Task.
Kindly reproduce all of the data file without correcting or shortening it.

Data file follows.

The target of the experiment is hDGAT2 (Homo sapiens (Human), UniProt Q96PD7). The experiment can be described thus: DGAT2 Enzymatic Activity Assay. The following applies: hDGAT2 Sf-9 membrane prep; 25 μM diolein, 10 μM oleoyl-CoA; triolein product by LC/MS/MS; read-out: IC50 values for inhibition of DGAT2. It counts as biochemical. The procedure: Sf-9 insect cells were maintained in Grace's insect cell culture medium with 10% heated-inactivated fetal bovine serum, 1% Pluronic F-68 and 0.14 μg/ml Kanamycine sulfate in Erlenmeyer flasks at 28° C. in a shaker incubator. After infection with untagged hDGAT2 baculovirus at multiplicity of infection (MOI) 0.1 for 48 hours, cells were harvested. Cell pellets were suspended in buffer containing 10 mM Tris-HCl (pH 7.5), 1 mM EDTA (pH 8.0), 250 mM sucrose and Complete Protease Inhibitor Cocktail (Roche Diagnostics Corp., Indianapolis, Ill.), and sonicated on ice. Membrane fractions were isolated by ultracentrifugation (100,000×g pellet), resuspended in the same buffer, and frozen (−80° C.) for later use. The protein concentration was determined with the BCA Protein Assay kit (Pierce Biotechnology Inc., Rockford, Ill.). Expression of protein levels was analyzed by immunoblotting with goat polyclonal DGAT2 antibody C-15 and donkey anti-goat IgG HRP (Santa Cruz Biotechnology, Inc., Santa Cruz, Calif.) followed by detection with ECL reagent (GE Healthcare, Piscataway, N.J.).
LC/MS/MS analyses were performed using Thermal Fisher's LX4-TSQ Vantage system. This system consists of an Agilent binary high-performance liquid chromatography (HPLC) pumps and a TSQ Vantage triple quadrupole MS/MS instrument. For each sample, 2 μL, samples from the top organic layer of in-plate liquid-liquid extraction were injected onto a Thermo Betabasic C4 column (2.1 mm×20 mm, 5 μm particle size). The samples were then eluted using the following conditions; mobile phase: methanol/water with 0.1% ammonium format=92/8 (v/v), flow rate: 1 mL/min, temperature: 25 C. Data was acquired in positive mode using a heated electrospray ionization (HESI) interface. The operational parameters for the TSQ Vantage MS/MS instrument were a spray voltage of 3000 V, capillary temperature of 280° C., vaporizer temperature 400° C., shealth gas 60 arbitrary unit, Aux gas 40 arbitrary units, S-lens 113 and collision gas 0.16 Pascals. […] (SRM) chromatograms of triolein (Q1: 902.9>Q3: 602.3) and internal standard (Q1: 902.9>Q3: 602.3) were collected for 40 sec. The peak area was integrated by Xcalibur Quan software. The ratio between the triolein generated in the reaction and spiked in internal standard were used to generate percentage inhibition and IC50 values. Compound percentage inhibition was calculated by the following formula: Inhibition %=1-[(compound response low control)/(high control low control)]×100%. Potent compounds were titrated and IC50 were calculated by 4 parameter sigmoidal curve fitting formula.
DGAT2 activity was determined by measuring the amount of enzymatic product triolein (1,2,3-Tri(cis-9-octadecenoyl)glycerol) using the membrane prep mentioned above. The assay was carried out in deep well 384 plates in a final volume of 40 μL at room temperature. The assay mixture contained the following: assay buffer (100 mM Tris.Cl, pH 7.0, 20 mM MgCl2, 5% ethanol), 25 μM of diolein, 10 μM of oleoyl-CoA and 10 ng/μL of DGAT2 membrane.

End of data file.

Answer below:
The target of the experiment is hDGAT2 (Homo sapiens (Human), UniProt Q96PD7). The experiment can be described thus: DGAT2 Enzymatic Activity Assay. The following applies: hDGAT2 Sf-9 membrane prep; 25 μM diolein, 10 μM oleoyl-CoA; triolein product by LC/MS/MS; read-out: IC50 values for inhibition of DGAT2. It counts as biochemical. The procedure: Sf-9 insect cells were maintained in Grace's insect cell culture medium with 10% heated-inactivated fetal bovine serum, 1% Pluronic F-68 and 0.14 μg/ml Kanamycine sulfate in Erlenmeyer flasks at 28° C. in a shaker incubator. After infection with untagged hDGAT2 baculovirus at multiplicity of infection (MOI) 0.1 for 48 hours, cells were harvested. Cell pellets were suspended in buffer containing 10 mM Tris-HCl (pH 7.5), 1 mM EDTA (pH 8.0), 250 mM sucrose and Complete Protease Inhibitor Cocktail (Roche Diagnostics Corp., Indianapolis, Ill.), and sonicated on ice. Membrane fractions were isolated by ultracentrifugation (100,000×g pellet), resuspended in the same buffer, and frozen (−80° C.) for later use. The protein concentration was determined with the BCA Protein Assay kit (Pierce Biotechnology Inc., Rockford, Ill.). Expression of protein levels was analyzed by immunoblotting with goat polyclonal DGAT2 antibody C-15 and donkey anti-goat IgG HRP (Santa Cruz Biotechnology, Inc., Santa Cruz, Calif.) followed by detection with ECL reagent (GE Healthcare, Piscataway, N.J.).
LC/MS/MS analyses were performed using Thermal Fisher's LX4-TSQ Vantage system. This system consists of an Agilent binary high-performance liquid chromatography (HPLC) pumps and a TSQ Vantage triple quadrupole MS/MS instrument. For each sample, 2 μL, samples from the top organic layer of in-plate liquid-liquid extraction were injected onto a Thermo Betabasic C4 column (2.1 mm×20 mm, 5 μm particle size). The samples were then eluted using the following conditions; mobile phase: methanol/water with 0.1% ammonium format=92/8 (v/v), flow rate: 1 mL/min, temperature: 25 C. Data was acquired in positive mode using a heated electrospray ionization (HESI) interface. The operational parameters for the TSQ Vantage MS/MS instrument were a spray voltage of 3000 V, capillary temperature of 280° C., vaporizer temperature 400° C., shealth gas 60 arbitrary unit, Aux gas 40 arbitrary units, S-lens 113 and collision gas 0.16 Pascals. […] (SRM) chromatograms of triolein (Q1: 902.9>Q3: 602.3) and internal standard (Q1: 902.9>Q3: 602.3) were collected for 40 sec. The peak area was integrated by Xcalibur Quan software. The ratio between the triolein generated in the reaction and spiked in internal standard were used to generate percentage inhibition and IC50 values. Compound percentage inhibition was calculated by the following formula: Inhibition %=1-[(compound response low control)/(high control low control)]×100%. Potent compounds were titrated and IC50 were calculated by 4 parameter sigmoidal curve fitting formula.
DGAT2 activity was determined by measuring the amount of enzymatic product triolein (1,2,3-Tri(cis-9-octadecenoyl)glycerol) using the membrane prep mentioned above. The assay was carried out in deep well 384 plates in a final volume of 40 μL at room temperature. The assay mixture contained the following: assay buffer (100 mM Tris.Cl, pH 7.0, 20 mM MgCl2, 5% ethanol), 25 μM of diolein, 10 μM of oleoyl-CoA and 10 ng/μL of DGAT2 membrane.